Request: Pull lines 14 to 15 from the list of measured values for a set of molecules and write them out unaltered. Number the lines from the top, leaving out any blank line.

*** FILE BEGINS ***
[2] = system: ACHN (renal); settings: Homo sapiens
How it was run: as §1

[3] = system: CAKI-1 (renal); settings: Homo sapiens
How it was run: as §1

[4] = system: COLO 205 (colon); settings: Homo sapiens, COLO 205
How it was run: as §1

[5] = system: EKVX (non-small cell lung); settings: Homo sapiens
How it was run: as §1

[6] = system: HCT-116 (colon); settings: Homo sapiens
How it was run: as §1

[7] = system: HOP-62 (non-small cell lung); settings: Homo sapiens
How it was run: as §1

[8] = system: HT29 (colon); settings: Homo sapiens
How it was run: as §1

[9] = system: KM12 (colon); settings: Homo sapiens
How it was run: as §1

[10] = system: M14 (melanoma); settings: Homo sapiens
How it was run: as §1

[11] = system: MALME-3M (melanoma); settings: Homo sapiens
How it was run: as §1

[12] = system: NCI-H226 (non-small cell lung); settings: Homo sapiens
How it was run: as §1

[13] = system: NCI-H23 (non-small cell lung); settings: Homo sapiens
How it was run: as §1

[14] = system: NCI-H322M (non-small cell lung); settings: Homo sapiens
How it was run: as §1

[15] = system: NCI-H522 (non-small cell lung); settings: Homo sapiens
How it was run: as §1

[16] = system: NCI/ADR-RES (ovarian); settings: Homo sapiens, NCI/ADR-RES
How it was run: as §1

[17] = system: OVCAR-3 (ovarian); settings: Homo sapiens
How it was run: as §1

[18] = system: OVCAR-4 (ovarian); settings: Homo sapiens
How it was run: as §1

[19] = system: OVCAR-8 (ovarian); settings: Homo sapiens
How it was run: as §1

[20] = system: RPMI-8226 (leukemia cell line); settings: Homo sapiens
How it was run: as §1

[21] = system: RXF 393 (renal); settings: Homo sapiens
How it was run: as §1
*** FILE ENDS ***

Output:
How it was run: as §1

[9] = system: KM12 (colon); settings: Homo sapiens